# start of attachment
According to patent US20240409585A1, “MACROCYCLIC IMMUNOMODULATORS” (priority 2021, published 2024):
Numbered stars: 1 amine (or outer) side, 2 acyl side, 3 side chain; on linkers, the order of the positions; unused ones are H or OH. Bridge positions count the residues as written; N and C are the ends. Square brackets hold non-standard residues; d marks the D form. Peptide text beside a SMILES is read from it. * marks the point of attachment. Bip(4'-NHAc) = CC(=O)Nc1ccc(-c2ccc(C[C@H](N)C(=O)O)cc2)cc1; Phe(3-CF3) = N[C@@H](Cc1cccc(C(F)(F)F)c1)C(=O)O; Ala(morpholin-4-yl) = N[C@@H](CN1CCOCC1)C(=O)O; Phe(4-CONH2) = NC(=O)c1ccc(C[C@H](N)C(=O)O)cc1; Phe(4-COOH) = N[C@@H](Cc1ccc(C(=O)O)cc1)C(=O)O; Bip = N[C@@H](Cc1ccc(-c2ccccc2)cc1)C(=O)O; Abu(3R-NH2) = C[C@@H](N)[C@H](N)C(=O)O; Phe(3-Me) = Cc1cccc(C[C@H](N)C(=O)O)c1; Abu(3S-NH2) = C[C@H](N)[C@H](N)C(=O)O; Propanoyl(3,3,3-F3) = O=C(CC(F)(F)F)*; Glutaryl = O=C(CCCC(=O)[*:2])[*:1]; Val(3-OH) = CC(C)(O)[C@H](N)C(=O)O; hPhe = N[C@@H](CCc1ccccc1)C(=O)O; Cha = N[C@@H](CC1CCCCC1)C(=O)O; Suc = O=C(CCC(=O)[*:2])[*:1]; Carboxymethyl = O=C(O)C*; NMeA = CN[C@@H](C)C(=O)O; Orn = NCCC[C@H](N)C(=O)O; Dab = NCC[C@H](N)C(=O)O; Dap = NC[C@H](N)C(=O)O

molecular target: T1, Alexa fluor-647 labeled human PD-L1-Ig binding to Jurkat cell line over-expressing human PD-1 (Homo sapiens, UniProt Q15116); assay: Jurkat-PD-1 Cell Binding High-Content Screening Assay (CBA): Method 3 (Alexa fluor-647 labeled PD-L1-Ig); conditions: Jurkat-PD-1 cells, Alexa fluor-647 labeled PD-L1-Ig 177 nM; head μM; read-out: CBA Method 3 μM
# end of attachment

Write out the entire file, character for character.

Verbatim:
According to patent US20240409585A1, “MACROCYCLIC IMMUNOMODULATORS” (priority 2021, published 2024):
Numbered stars: 1 amine (or outer) side, 2 acyl side, 3 side chain; on linkers, the order of the positions; unused ones are H or OH. Bridge positions count the residues as written; N and C are the ends. Square brackets hold non-standard residues; d marks the D form. Peptide text beside a SMILES is read from it. * marks the point of attachment. Bip(4'-NHAc) = CC(=O)Nc1ccc(-c2ccc(C[C@H](N)C(=O)O)cc2)cc1; Phe(3-CF3) = N[C@@H](Cc1cccc(C(F)(F)F)c1)C(=O)O; Ala(morpholin-4-yl) = N[C@@H](CN1CCOCC1)C(=O)O; Phe(4-CONH2) = NC(=O)c1ccc(C[C@H](N)C(=O)O)cc1; Phe(4-COOH) = N[C@@H](Cc1ccc(C(=O)O)cc1)C(=O)O; Bip = N[C@@H](Cc1ccc(-c2ccccc2)cc1)C(=O)O; Abu(3R-NH2) = C[C@@H](N)[C@H](N)C(=O)O; Phe(3-Me) = Cc1cccc(C[C@H](N)C(=O)O)c1; Abu(3S-NH2) = C[C@H](N)[C@H](N)C(=O)O; Propanoyl(3,3,3-F3) = O=C(CC(F)(F)F)*; Glutaryl = O=C(CCCC(=O)[*:2])[*:1]; Val(3-OH) = CC(C)(O)[C@H](N)C(=O)O; hPhe = N[C@@H](CCc1ccccc1)C(=O)O; Cha = N[C@@H](CC1CCCCC1)C(=O)O; Suc = O=C(CCC(=O)[*:2])[*:1]; Carboxymethyl = O=C(O)C*; NMeA = CN[C@@H](C)C(=O)O; Orn = NCCC[C@H](N)C(=O)O; Dab = NCC[C@H](N)C(=O)O; Dap = NC[C@H](N)C(=O)O

molecular target: T1, Alexa fluor-647 labeled human PD-L1-Ig binding to Jurkat cell line over-expressing human PD-1 (Homo sapiens, UniProt Q15116); assay: Jurkat-PD-1 Cell Binding High-Content Screening Assay (CBA): Method 3 (Alexa fluor-647 labeled PD-L1-Ig); conditions: Jurkat-PD-1 cells, Alexa fluor-647 labeled PD-L1-Ig 177 nM; head μM; read-out: CBA Method 3 μM